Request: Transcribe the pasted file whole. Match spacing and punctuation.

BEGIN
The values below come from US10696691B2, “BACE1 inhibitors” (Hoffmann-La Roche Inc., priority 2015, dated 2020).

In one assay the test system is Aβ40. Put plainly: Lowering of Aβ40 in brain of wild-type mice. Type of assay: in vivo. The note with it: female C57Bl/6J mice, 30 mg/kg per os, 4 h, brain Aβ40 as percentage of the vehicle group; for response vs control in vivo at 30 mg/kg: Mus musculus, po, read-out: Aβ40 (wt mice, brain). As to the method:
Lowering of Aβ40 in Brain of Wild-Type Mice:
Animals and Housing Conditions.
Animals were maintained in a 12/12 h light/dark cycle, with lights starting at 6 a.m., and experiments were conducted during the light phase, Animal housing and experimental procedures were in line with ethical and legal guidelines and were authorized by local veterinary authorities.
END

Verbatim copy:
The values below come from US10696691B2, “BACE1 inhibitors” (Hoffmann-La Roche Inc., priority 2015, dated 2020).

In one assay the test system is Aβ40. Put plainly: Lowering of Aβ40 in brain of wild-type mice. Type of assay: in vivo. The note with it: female C57Bl/6J mice, 30 mg/kg per os, 4 h, brain Aβ40 as percentage of the vehicle group; for response vs control in vivo at 30 mg/kg: Mus musculus, po, read-out: Aβ40 (wt mice, brain). As to the method:
Lowering of Aβ40 in Brain of Wild-Type Mice:
Animals and Housing Conditions.
Animals were maintained in a 12/12 h light/dark cycle, with lights starting at 6 a.m., and experiments were conducted during the light phase, Animal housing and experimental procedures were in line with ethical and legal guidelines and were authorized by local veterinary authorities.